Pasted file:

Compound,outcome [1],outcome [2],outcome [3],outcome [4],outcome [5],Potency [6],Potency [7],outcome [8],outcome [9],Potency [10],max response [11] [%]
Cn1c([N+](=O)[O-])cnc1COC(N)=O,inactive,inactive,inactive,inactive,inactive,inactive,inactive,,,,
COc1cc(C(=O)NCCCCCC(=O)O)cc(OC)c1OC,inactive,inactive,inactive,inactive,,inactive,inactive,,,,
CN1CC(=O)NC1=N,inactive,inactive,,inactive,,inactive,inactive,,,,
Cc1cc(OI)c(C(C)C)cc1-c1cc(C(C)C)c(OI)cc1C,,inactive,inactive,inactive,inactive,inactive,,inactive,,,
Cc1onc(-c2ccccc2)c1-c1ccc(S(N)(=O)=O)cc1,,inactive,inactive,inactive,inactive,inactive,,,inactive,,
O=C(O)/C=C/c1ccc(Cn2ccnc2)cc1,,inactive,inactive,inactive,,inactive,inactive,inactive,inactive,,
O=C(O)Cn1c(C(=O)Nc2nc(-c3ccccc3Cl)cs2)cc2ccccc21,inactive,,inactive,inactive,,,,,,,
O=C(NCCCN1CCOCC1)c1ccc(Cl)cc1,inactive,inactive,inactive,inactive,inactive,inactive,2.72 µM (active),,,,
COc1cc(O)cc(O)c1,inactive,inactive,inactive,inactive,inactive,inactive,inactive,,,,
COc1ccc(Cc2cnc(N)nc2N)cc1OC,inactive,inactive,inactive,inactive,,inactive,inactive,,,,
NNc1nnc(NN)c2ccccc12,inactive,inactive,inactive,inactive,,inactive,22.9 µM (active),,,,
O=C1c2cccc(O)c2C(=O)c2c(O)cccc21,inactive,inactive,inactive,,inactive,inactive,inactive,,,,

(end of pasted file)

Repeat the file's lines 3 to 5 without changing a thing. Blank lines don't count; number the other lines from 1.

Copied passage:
COc1cc(C(=O)NCCCCCC(=O)O)cc(OC)c1OC,inactive,inactive,inactive,inactive,,inactive,inactive,,,,
CN1CC(=O)NC1=N,inactive,inactive,,inactive,,inactive,inactive,,,,
Cc1cc(OI)c(C(C)C)cc1-c1cc(C(C)C)c(OI)cc1C,,inactive,inactive,inactive,inactive,inactive,,inactive,,,